Key legislators Monday called for an investigation into Western Resources and a halt to the electric utility's proposed restructuring.
The move comes as Western Resources the parent company of KPL and KGE electric utilities seeks federal approval to restructure its holdings and state approval of a $151 million rate increase.
But on Monday, State Reps. Carl Holmes, Tom Sloan and Laura McClure, the chairman, vice chairman and ranking Democrat on the House Utilities Committee, brought a host of concerns to the Kansas Corporation Commission, which regulates utilities.
"I want the lights on at a reasonable cost to Kansas consumers," Holmes, R-Liberal, said.
The lawmakers asked that the commission:
Try to halt any restructuring of Western Resources.
Investigate transactions "which have depleted the utilities of their financial equity."
Require the return of the lost equity to the utilities, KPL and KGE.
Make recommendations to the Legislature on how to protect consumers from "predatory restructuring of regulated companies."
Get the attorney general involved to ensure that ratepayers will not be placed at risk by "financial manipulations and corporate restructuring."
KCC Chairman John Wine said the agency had been concerned about how Western's restructuring would affect ratepayers, and had previously decided to hire a consultant to help determine what the commission should do.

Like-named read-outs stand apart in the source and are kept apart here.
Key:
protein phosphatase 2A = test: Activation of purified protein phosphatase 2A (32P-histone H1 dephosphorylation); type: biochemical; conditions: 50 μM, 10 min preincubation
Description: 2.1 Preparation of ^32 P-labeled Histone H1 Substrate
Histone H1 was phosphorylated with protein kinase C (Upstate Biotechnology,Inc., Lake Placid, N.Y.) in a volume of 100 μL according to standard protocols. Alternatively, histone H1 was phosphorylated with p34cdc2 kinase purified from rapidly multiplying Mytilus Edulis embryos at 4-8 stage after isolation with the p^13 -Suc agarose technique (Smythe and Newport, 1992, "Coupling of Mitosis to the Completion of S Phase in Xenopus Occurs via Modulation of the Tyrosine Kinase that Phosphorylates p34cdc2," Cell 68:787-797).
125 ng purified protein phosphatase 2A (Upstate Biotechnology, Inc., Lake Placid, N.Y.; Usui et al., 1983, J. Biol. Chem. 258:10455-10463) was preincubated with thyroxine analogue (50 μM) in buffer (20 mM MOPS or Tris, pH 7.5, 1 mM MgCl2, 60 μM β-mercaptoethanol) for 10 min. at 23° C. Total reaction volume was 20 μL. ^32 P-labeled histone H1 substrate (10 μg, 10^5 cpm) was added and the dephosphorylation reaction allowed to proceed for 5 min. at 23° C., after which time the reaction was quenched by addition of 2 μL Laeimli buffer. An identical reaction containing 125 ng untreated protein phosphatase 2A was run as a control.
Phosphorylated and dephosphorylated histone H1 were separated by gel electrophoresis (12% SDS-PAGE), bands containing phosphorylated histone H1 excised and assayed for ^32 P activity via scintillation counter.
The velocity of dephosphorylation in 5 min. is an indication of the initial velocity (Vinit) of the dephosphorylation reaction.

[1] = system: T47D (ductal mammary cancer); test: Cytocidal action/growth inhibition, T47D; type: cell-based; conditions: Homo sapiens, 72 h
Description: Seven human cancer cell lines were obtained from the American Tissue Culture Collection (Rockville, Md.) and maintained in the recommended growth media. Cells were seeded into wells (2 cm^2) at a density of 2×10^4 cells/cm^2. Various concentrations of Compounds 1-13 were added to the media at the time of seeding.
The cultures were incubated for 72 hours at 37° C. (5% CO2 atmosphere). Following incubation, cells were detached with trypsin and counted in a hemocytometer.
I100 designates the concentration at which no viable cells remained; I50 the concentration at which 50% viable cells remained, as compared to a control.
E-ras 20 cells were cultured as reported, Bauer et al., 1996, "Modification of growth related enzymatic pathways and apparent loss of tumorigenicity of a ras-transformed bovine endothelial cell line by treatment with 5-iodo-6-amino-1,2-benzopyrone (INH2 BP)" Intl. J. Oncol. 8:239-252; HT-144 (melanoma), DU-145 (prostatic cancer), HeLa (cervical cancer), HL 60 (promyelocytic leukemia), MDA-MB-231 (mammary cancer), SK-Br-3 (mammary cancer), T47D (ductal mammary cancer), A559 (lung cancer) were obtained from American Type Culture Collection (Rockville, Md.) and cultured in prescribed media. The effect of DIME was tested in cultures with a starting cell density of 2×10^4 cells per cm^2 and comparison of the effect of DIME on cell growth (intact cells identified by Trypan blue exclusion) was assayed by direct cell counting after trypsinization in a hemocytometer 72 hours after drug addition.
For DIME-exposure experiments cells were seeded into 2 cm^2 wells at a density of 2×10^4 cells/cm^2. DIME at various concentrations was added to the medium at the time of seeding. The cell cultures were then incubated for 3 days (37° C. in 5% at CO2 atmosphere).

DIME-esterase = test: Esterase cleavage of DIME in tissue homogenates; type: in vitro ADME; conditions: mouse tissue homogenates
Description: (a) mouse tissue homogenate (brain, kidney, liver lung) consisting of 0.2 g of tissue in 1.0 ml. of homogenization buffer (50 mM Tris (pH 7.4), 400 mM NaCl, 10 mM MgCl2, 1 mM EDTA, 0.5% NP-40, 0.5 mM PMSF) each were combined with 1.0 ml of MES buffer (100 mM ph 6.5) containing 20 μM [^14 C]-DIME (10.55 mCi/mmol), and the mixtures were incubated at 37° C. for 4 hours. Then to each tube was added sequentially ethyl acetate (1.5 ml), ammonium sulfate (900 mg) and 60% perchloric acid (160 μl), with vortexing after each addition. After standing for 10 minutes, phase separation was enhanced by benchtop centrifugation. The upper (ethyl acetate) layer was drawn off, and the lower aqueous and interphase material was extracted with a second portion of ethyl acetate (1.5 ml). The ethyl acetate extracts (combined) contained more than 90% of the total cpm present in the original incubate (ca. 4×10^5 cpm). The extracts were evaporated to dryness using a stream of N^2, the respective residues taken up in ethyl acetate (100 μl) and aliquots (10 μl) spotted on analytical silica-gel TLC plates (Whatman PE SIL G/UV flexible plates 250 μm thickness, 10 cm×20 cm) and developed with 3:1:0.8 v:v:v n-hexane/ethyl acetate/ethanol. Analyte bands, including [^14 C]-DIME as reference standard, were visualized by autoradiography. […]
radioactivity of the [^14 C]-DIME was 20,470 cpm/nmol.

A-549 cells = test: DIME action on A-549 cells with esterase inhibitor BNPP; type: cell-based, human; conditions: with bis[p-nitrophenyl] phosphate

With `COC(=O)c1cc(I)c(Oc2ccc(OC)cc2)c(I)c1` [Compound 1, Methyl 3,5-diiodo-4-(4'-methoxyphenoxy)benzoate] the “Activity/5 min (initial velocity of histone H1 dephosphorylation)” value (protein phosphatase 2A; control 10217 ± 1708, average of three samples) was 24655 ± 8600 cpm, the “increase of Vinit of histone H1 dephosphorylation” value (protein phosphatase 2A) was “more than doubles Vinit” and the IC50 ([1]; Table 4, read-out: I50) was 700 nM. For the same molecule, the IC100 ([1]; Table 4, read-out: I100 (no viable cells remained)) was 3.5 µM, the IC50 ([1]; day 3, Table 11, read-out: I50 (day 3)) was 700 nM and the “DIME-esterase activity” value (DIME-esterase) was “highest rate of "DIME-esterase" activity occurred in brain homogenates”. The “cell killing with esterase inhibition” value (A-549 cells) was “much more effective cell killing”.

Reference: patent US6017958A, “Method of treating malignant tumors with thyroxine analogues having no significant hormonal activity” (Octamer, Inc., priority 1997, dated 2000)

"We have been investigating if there are any steps necessary in order to protect utility ratepayers from losses of unregulated activities," Wine said.
Kim Gronniger, a spokeswoman for Western, said the company would decline comment until it could more thoroughly examine what the lawmakers wanted. In the past, Western has defended its proposed restructuring as making the company stronger and its rate hike request as necessary to cover the costs of increasing electrical capacity.
Western Resources includes companies, such as KPL and KGE, that are regulated by the state. It also has companies, such as Westar, which includes the security firm Protection One, that are not regulated.
Western wants to spin off the unregulated companies and eventually sell the utilities to Public Service Co. of New Mexico. Its application is being considered by the federal Securities and Exchange Commission.
Consumer advocates and ratepayers say that for the past several years, Western executives have been taking the profits from the utilities paid by electric ratepayers and used them to help build their other companies.
"We understand that the utility portion of Western Resources has lost $1.5 billion in equity over the past few years, while the equity position of unregulated Westar has grown," said a letter to the KCC from Holmes, Sloan, R-Lawrence and McClure, D-Osborne.
"It appears that transactions have been manipulated to transfer equity between the regulated and unregulated enterprises," the letter states.
Holmes said his committee has worked for years on legislation to help utility companies increase capacity, and now it appears Kansas' major power company "won't have the creditworthiness to build plants."
Sloan said reports that Western had transferred equity and given lavish perks to its executives just raised too many alarms.
"There are so many questions being asked about the financial viability," of KPL and KGE, he said.